By Hilary White

DAR ES SALAAM, Tanzania, March 31, 2008 (LifeSiteNews.com) - A project promoting chastity instead of condoms to prevent the spread of AIDS in Tanzania has caught the attention of authorities. Three billboard signs, bearing a photo of a grinning skeleton on a red background with the caption, "Faithful Condom User" in English and Swahili, were erected by an African affiliate of Human Life International (HLI) and local authorities are "going ballistic".

  The caption is a send-up of the so-called "ABC" slogan commonly applied by the international aid organisations: "Abstain, Be faithful, use Condoms". With the minimum of ten percent failure rate for latex condoms, even when "correctly" used, and the 100 per cent fatality rate of AIDS, many experts have denounced the condom doctrine as a death trap.

  Nevertheless, critics have called the ABC slogan, devised to appease the critics of condom promotion, disingenuous and racist, saying it implies that the goals of chastity are unrealistic for Africans.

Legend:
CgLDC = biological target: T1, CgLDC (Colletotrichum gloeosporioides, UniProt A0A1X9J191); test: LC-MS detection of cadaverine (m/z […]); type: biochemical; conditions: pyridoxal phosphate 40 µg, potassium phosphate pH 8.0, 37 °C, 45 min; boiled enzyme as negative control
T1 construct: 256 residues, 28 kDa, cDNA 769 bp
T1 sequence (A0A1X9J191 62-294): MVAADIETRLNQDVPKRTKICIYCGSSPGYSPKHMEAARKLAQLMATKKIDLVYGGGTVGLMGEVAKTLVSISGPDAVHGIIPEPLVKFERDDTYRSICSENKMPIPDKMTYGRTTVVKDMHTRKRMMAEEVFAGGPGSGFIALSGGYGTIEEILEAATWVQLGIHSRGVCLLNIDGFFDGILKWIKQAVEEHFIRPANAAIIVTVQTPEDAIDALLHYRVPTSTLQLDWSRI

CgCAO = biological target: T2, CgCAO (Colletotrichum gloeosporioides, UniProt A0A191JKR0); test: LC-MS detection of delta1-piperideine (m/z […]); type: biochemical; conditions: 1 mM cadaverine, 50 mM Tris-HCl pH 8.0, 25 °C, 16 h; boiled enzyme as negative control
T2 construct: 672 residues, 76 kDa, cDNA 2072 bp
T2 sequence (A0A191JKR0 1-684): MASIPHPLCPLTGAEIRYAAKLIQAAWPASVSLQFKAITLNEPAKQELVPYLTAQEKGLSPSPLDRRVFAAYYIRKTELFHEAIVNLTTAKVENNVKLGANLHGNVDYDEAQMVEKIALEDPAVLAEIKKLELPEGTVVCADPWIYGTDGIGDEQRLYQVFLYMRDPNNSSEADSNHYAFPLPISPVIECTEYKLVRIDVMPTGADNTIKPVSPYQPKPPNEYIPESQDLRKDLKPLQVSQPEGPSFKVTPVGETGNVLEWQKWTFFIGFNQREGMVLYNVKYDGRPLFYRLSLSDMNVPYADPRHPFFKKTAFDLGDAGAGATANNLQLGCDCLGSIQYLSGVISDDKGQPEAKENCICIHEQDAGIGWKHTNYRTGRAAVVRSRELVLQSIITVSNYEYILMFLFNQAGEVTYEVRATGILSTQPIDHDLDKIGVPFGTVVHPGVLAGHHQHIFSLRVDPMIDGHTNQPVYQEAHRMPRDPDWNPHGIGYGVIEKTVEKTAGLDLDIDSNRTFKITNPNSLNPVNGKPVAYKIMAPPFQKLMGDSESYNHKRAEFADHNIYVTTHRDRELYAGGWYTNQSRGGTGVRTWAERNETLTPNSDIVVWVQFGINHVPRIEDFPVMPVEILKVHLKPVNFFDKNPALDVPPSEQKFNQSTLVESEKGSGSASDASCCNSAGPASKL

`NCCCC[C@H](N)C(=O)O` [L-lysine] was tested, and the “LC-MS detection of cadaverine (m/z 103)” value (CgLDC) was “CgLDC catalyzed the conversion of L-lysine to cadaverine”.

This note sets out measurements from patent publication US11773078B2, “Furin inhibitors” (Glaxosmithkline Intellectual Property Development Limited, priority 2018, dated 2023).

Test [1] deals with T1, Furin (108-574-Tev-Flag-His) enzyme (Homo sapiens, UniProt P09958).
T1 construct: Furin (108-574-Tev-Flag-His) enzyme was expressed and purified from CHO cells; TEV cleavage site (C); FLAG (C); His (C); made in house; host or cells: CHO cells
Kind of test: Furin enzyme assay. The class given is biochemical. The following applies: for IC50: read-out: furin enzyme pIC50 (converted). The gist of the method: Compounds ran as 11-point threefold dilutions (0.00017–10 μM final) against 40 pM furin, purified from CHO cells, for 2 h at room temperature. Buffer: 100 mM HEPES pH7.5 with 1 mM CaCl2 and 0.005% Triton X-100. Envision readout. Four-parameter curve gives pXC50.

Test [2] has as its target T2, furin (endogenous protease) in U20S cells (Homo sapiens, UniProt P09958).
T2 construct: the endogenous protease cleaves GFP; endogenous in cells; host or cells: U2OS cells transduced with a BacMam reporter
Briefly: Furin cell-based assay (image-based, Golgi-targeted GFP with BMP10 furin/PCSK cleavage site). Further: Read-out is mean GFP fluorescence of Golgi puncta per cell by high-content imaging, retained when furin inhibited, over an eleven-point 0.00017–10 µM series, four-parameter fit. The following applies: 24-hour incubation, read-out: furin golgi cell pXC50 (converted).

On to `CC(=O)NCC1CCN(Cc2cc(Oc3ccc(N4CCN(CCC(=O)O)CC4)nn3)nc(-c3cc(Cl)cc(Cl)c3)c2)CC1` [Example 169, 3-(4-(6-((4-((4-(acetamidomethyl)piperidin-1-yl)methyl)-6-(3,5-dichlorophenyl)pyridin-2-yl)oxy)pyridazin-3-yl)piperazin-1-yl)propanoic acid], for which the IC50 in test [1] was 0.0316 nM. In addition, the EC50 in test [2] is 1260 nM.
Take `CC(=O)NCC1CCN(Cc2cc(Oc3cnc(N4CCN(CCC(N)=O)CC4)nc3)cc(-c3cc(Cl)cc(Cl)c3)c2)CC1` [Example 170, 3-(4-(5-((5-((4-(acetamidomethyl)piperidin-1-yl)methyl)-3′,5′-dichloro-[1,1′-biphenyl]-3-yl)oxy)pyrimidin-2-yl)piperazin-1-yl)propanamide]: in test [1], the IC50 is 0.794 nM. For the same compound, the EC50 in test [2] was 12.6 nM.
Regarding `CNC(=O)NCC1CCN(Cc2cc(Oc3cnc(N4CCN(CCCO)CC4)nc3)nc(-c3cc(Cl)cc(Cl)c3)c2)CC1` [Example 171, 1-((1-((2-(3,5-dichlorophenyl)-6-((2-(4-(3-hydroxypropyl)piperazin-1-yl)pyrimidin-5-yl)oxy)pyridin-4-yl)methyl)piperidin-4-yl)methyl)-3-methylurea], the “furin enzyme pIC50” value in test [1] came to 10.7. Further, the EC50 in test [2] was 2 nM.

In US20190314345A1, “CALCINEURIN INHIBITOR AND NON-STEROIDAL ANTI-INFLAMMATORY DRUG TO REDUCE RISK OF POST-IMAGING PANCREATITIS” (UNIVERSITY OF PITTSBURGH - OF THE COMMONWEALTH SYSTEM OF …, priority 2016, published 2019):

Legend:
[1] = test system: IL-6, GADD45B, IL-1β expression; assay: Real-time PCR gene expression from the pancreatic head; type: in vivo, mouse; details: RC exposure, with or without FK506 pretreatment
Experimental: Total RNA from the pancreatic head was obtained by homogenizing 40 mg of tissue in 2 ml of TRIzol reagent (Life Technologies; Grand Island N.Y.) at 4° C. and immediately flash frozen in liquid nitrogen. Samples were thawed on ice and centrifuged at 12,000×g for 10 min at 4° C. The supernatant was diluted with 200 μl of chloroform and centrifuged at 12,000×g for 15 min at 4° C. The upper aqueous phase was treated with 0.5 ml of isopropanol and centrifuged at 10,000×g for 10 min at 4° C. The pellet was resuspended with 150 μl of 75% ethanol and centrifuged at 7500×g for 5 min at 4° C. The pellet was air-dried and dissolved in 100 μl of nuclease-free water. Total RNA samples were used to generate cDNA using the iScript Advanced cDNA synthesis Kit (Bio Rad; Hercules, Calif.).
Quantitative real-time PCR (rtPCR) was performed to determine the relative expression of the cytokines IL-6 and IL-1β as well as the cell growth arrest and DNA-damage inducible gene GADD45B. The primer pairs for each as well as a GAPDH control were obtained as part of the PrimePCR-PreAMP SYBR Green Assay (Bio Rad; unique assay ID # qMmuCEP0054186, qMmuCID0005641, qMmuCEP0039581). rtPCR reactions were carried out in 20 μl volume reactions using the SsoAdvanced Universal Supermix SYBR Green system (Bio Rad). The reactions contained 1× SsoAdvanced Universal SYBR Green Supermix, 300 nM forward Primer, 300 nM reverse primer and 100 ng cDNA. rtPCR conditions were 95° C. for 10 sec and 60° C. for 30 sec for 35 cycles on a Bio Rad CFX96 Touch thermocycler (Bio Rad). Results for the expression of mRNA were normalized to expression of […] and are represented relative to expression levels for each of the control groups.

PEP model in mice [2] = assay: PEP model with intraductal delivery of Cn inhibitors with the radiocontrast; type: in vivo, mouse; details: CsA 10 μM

HLI says that one large billboard was placed near a main road in the capital city of Dar es Salaam while two smaller versions were put up elsewhere in the city. Fr. Tom Euteneuer writes, "While we presumed that this message and graphic would be controversial, we didn’t expect the international condom lobby to go utterly ballistic over it!"

  Tanzania is one of the countries especially targeted by the international population control movement that has been active in promoting condom use for AIDS prevention.

  On Tuesday, the main newspaper in Tanzania, The Citizen, ran a story that described the response from "high-profile" international condom-promoting organizations like the United Nations Program on HIV/AIDS, Family Health International, Population Services International and others as "up in arms" and government officials as "jolted."

  The paper reports that the chairman of the Tanzania Commission for AIDS was "furious" at the billboards and that members of the Prime Minister’s office are holding meetings to discuss an "urgent intervention" to suppress and censor the signs.

  Fr. Euteneuer said, "When the power structure of an entire country is rallied against us, that’s a sure sign that we’re right!"

  Given the response, Human Life International is appealing for funds to expand the project. $24,000 will enable the group to fund billboards in Kenya and Cameroon but Fr. Euteneuer says they want to expand the project to 55 countries in total.

  For information on how to donate to Human Life International:
  http://www.hli.org/ways_of_giving.html